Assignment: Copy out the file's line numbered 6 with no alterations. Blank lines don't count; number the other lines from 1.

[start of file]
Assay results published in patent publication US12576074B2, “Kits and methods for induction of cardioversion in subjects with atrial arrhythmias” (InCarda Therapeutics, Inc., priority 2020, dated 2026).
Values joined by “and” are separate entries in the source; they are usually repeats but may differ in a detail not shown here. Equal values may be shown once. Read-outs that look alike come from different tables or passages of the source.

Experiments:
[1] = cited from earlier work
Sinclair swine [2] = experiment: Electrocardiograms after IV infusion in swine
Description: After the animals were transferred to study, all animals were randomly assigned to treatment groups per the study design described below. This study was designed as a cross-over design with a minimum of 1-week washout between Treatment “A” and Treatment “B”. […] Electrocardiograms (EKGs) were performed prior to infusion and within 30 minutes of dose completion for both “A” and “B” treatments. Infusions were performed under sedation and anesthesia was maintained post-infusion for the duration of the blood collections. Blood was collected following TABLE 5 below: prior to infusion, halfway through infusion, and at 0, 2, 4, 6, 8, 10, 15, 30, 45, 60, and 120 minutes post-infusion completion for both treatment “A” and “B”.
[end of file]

Description: After the animals were transferred to study, all animals were randomly assigned to treatment groups per the study design described below. This study was designed as a cross-over design with a minimum of 1-week washout between Treatment “A” and Treatment “B”. […] Electrocardiograms (EKGs) were performed prior to infusion and within 30 minutes of dose completion for both “A” and “B” treatments. Infusions were performed under sedation and anesthesia was maintained post-infusion for the duration of the blood collections. Blood was collected following TABLE 5 below: prior to infusion, halfway through infusion, and at 0, 2, 4, 6, 8, 10, 15, 30, 45, 60, and 120 minutes post-infusion completion for both treatment “A” and “B”.